Monday, March 17, 2008

Delaware looks forward to cracking the Top Ten--in crime . . . .

In 2006, Delaware rated 24th worst in the nation in terms of crime.

By 2007, the First State had risen (or dropped) to number 18.

This year, Delaware's 12th-place finish comes within a gnat's whisker of reaching the top ten.

We're number 3 in robbery, number 4 in rape, and number 9 in assault.

How do we attack these numbers without creating a police state supported by overwhelming taxation?

My first thought is that Wilmington needs a Giuliani-type fix. But then, for that it would need a real mayor. OK, on to plan B.

My second, more considered observation, is that we need to free our existing police officers from enforcing "victimless" crime laws.

I would much prefer that my public safety officials be available to respond to, investigate, and charge the perpetrators of rape, robbery, and assault rather than being asked to regulate seat belt use, bicycle helmet compliance, or recreational usage of marijuana.

That way, instead of adding more judges, we could devote more time to community policing, raising consciousness about rape and rapists, or teaching people how to organize effective neighborhood watches.

By the way, if you think I'm totally off my nut, check this out from Grits for Breakfast:

If you're a drug enforcement officer, how do you judge if your efforts have been a success?

According to the head of the HIDTA (High Intensity Drug Trafficking Area) task force in Atlanta, you know you're doing the job right when you see an increase in burglaries, armed robberies and murders! Reported the Atlanta Journal Constitution ("Federal vice agents tout successes," March 9):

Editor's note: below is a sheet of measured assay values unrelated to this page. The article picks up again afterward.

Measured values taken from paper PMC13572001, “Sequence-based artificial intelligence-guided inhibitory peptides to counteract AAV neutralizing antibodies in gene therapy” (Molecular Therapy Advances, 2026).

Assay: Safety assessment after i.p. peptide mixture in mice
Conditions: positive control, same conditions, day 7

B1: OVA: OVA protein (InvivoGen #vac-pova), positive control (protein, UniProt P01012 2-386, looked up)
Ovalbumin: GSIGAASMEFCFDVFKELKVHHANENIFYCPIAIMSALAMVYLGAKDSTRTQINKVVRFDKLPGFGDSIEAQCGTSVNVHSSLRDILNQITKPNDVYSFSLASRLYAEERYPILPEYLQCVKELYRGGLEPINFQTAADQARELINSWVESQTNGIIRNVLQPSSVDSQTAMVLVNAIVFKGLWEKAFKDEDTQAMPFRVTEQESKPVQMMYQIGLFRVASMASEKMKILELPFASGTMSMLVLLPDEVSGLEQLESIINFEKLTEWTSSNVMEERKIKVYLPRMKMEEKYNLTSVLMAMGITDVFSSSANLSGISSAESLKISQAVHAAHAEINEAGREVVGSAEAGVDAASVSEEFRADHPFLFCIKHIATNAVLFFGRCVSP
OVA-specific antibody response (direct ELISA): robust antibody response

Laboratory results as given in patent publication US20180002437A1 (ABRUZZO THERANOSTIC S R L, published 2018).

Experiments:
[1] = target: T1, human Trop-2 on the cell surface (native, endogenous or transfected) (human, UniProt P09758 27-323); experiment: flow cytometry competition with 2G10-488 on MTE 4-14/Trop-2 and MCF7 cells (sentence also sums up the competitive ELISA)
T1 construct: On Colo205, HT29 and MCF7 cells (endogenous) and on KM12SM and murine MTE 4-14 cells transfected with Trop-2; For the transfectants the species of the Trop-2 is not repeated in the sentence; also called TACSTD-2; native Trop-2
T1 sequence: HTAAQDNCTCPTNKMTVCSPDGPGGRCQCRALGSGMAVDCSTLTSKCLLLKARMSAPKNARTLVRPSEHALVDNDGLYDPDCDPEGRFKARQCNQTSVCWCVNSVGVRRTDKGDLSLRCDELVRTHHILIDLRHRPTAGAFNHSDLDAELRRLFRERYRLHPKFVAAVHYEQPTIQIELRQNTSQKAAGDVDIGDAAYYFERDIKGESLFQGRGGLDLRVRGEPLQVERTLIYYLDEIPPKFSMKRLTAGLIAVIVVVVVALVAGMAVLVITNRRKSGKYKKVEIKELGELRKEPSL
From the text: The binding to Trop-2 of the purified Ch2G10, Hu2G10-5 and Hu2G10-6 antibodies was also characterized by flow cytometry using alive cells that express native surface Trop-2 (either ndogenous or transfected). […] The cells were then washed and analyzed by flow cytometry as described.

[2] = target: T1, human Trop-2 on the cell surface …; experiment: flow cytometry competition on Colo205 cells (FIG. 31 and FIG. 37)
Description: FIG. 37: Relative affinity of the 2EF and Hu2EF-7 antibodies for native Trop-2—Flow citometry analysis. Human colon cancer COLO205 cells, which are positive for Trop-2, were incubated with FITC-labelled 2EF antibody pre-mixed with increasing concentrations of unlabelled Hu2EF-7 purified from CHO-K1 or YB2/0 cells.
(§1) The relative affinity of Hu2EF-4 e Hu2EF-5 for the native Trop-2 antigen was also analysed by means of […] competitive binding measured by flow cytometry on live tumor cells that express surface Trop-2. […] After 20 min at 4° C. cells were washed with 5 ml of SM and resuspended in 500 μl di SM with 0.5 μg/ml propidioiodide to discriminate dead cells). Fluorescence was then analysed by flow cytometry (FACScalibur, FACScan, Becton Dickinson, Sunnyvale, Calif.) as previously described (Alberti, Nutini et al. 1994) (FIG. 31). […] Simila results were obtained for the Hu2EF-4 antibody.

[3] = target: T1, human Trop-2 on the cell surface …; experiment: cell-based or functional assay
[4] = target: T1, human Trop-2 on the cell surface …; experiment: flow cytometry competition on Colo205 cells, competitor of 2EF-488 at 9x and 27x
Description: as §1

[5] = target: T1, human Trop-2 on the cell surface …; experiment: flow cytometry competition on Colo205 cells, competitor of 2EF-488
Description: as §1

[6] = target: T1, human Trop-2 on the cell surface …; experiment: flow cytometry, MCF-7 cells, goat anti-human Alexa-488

He credits last year's spike in area burglaries, robberies and car thefts in part to criminals forced to pay more for their illicit drugs.

If law enforcement someday succeeds in breaking up established drug territories — the real sign of success from a metropolitan perspective — it could mean a similar spike in murders, as drug organizations vie for a larger market share.

"If the market here gets unstable down to the street, then the streets will get bloody," said [Jack] Killorin, director of Atlanta High Intensity Drug Trafficking Area Task Force (HIDTA). "I don't think we're there yet."

In reality, the notion that drug prices increased last year because of enforcement has been pretty thoroughly debunked. Still, the mindset here is incredibly telling, don't you think? One expects the general public does not see increased burglaries, robberies car thefts or murders as evidence of any success by law enforcement.

There is an art to redefining failure as success, and this gentleman has mastered it.

1 comment:

Shirley Vandever said...

Speaking of bicycle helmets, Senate Bill 174 is to be heard in the Public Safety Committee this week: